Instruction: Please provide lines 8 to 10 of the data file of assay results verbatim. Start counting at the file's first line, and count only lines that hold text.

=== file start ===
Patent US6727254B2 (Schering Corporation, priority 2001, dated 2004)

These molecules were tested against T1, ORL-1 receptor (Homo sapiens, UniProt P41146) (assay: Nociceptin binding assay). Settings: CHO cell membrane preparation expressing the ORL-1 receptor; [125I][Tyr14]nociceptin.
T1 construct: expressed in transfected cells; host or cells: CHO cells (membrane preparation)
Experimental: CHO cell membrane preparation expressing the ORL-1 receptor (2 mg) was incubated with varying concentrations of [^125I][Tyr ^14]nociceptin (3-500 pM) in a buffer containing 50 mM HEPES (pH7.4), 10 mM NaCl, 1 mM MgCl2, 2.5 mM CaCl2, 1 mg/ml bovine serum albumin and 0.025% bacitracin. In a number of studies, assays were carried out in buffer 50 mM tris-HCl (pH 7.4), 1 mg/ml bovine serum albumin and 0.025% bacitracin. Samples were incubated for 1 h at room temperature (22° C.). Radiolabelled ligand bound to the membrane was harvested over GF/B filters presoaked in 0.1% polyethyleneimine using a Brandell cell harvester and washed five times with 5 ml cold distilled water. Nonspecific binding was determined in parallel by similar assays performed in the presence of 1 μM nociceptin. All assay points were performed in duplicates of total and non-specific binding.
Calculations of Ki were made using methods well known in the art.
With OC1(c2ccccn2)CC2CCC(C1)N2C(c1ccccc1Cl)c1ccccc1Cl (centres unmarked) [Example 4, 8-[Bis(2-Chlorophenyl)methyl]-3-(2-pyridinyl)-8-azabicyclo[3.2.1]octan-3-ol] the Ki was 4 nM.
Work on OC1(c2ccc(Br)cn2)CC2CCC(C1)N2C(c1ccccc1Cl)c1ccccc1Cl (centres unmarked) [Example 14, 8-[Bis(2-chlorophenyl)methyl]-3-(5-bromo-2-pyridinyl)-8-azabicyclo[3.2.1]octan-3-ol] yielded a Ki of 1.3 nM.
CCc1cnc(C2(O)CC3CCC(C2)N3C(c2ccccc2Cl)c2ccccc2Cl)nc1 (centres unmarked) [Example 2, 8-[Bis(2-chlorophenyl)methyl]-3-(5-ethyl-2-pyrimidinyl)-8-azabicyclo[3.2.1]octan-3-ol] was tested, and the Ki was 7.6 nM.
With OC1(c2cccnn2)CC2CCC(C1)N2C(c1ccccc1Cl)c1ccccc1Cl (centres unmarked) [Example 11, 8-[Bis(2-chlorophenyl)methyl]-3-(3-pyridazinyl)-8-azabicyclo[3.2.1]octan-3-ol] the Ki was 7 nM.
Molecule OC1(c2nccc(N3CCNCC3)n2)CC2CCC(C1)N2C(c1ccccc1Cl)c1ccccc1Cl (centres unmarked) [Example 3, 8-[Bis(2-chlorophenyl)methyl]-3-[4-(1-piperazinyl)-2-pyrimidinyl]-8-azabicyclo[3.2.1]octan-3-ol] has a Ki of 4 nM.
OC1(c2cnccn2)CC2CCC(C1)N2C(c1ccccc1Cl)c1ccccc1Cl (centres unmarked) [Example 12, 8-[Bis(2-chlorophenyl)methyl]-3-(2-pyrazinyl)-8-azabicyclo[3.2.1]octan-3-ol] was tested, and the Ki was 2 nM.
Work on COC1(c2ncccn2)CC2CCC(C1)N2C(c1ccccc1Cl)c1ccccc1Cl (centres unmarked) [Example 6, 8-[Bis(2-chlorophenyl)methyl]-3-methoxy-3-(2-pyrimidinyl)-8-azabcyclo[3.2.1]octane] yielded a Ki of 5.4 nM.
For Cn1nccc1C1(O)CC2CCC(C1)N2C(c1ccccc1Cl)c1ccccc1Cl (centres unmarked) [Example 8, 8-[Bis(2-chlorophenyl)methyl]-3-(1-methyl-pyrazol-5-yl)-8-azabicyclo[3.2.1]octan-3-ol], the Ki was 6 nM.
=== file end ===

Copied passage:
CCc1cnc(C2(O)CC3CCC(C2)N3C(c2ccccc2Cl)c2ccccc2Cl)nc1 (centres unmarked) [Example 2, 8-[Bis(2-chlorophenyl)methyl]-3-(5-ethyl-2-pyrimidinyl)-8-azabicyclo[3.2.1]octan-3-ol] was tested, and the Ki was 7.6 nM.
With OC1(c2cccnn2)CC2CCC(C1)N2C(c1ccccc1Cl)c1ccccc1Cl (centres unmarked) [Example 11, 8-[Bis(2-chlorophenyl)methyl]-3-(3-pyridazinyl)-8-azabicyclo[3.2.1]octan-3-ol] the Ki was 7 nM.
Molecule OC1(c2nccc(N3CCNCC3)n2)CC2CCC(C1)N2C(c1ccccc1Cl)c1ccccc1Cl (centres unmarked) [Example 3, 8-[Bis(2-chlorophenyl)methyl]-3-[4-(1-piperazinyl)-2-pyrimidinyl]-8-azabicyclo[3.2.1]octan-3-ol] has a Ki of 4 nM.